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Island's children have never had it so good

Merry Christmas and a Happy New Year to all of you!

Bermuda thank you for being an inspiration to me over the past year with your many words of encouragement as you faithfully read and critiqued my articles.

With Christmas being tomorrow I wanted to voice a gentle reminder that the holidays should not be all about receiving but more about giving.

I wish to share a story about a young footballer, Cheik Tiote from the Ivory Coast, who plays for Newcastle United. I have become a major fan of his and would like to relate his story to us in Bermuda.

Tiote was born in Yamoussoukro, the capital of Ivory Coast. He is now 24 years old but he didn't start playing football until he was ten years of age.

In the first five years of playing Tiote never had a pair of boots and played in the streets or fields barefoot. When he turned 15 he received his first pair of boots but instead of being completely over the moon he was skeptical and wondered if he would like playing in them or if he could ever get used to them.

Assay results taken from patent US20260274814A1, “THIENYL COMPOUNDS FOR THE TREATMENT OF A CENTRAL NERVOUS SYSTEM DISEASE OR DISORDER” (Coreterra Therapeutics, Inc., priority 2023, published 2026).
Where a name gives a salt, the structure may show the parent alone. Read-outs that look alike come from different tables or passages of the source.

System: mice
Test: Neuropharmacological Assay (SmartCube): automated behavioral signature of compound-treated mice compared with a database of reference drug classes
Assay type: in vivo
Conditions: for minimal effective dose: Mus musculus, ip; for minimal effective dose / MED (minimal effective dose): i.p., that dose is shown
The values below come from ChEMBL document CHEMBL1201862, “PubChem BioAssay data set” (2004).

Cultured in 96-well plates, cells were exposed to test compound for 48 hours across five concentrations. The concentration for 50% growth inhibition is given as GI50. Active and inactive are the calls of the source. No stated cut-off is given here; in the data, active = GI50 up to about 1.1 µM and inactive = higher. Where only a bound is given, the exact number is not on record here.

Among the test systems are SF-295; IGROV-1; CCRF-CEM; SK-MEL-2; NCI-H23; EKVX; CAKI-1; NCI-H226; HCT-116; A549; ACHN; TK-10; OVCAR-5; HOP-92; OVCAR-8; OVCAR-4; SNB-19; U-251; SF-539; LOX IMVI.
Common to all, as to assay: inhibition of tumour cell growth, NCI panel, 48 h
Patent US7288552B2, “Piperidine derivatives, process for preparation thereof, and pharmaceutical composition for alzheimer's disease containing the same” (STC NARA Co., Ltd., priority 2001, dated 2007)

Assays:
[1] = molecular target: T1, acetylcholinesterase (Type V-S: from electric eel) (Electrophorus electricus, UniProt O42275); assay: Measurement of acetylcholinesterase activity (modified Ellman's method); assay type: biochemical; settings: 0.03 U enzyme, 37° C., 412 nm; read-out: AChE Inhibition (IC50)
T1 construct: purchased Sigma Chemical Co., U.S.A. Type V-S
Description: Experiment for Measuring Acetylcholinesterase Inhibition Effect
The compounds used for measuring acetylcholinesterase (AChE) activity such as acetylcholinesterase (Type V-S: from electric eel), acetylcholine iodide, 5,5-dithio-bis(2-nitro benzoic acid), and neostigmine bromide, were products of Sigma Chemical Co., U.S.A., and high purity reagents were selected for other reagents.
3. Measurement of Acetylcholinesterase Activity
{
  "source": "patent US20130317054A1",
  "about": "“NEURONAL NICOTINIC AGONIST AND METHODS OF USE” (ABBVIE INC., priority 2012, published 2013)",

Tiote is compared to Chelsea's tough tackling Ghanaian midfielder Essien. Tiote attributes his tough up bringing for his success. During an interview with the Daily Star Tiote explained his situation: “In a way I think playing in my bare feet helped me a lot. It teaches you how to control the ball and pass correctly. If you are playing with the protection of a boot, sometimes you can get away with your mistakes. When playing just with your feet you can't do that. You have to learn technique.”

It was at the ripe age of nineteen that the Belgian team Anderlecht scouted him and gave him an opportunity to play professional football.

In August 2010 Tiote signed with Newcastle and his performances have been so outstanding that he has attracted the likes of Manchester United, Chelsea and Arsenal. While he enjoys the life in the Premiership he is always cognizant of his former life back home. Tiote now has so many boots that he even sends some back to his hometown along with shorts, socks and other training gear, for the neighbourhood kids where he grew up.